Calle Jaén Museums

Lonely Planet review

These four small, interesting museums are clustered together along Calle Jaén, La Paz’s finest colonial street, and can generally be bundled into one visit. Buy tickets at the Museo Costumbrista.

Also known as Museo del Oro (Gold Museum), the Museo de Metales Preciosos houses four impressively presented salons of pre-Columbian silver, gold and copper works and pieces from Tiwanaku.

Sometimes called the Museo de la Guerra del Pacífico, the diminutive Museo del Litoral incorporates relics from the 1884 war in which Bolivia became landlocked after losing its Litoral department to Chile. The collection consists mainly of historical maps that defend Bolivia’s emotionally charged claims to Antofagasta and Chile’s Segunda Región.

Once the home of Pedro Domingo Murillo, a leader in the La Paz Revolution of July 16, 1809, the Casa de Murillo displays collections of colonial art and furniture, textiles, medicines, musical instruments and household items of glass and silver that once belonged to Bolivian aristocracy. Other odds and ends include a collection of Alasitas miniatures.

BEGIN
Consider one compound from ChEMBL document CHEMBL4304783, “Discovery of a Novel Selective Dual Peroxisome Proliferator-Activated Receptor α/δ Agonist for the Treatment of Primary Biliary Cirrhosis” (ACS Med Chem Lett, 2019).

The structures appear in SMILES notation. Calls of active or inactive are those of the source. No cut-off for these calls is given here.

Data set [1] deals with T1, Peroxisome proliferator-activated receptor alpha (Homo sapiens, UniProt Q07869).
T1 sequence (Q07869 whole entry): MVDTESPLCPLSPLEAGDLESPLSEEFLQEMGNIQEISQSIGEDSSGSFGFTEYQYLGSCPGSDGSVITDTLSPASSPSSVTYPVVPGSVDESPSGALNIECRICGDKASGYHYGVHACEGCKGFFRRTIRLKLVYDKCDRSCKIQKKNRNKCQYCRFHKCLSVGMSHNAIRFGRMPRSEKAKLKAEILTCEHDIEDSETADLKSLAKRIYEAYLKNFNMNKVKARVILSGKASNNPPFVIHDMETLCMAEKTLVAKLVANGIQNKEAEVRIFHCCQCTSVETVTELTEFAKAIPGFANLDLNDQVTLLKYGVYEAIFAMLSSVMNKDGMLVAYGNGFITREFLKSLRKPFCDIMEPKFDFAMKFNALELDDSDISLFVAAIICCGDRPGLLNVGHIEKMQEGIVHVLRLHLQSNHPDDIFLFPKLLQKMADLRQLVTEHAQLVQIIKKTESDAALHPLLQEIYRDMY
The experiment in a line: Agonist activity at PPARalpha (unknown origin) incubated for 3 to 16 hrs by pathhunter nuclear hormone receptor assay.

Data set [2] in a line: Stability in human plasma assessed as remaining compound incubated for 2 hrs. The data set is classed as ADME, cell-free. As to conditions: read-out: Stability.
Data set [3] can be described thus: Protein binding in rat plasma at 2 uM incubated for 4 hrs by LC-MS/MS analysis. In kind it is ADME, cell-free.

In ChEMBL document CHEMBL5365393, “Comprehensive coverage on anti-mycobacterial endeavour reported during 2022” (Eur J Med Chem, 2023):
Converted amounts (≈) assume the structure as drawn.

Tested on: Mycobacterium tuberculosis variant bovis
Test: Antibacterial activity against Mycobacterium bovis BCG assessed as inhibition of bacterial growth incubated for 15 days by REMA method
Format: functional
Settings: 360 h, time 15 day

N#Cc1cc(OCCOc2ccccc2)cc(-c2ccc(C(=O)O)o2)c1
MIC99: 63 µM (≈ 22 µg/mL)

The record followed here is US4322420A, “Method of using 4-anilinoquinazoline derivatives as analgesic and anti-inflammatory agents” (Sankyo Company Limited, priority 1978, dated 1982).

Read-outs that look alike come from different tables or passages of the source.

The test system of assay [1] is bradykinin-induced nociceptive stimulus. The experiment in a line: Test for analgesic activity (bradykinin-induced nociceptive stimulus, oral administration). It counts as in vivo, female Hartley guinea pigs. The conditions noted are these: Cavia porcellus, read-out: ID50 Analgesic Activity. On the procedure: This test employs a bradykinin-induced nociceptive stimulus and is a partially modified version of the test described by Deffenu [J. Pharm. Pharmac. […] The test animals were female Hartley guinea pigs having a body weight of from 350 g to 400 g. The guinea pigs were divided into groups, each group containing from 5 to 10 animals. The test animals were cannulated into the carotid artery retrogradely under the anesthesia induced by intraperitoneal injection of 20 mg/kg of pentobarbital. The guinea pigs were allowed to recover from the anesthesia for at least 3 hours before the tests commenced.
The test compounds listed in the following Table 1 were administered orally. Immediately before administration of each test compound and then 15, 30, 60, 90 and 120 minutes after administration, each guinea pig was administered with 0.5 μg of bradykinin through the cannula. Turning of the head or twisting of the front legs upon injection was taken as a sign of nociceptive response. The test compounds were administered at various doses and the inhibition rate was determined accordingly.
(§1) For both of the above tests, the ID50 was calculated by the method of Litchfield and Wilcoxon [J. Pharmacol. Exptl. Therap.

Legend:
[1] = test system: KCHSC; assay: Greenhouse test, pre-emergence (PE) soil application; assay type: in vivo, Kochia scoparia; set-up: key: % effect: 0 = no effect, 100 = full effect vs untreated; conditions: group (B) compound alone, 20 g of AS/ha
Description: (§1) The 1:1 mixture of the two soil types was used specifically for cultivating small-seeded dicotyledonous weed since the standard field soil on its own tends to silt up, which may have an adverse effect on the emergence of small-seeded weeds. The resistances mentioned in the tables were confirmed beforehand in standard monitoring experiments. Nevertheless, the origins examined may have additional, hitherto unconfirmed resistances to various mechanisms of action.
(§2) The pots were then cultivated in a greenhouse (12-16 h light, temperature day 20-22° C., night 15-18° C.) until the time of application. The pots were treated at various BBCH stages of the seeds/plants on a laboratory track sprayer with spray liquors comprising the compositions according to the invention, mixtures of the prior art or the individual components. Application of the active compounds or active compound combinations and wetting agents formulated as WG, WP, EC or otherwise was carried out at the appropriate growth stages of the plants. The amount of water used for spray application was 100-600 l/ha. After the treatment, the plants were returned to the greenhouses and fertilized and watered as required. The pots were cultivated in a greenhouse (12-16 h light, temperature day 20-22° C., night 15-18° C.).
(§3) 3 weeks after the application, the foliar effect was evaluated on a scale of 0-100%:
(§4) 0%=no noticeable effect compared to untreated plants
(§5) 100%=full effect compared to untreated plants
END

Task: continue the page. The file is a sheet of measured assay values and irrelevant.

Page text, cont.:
The Museo Costumbrista Juan de Vargas contains art and photos, as well as some superb ceramic figurine dioramas of old La Paz. One of these is a representation of akulliko, the hour of coca-chewing; another portrays the festivities surrounding the Día de San Juan Bautista (St John the Baptist’s Day) on June 24; another depicts the hanging of Murillo in 1810. Also on display are colonial artifacts and colorful dolls wearing traditional costumes. A pleasant cafe is on the premises.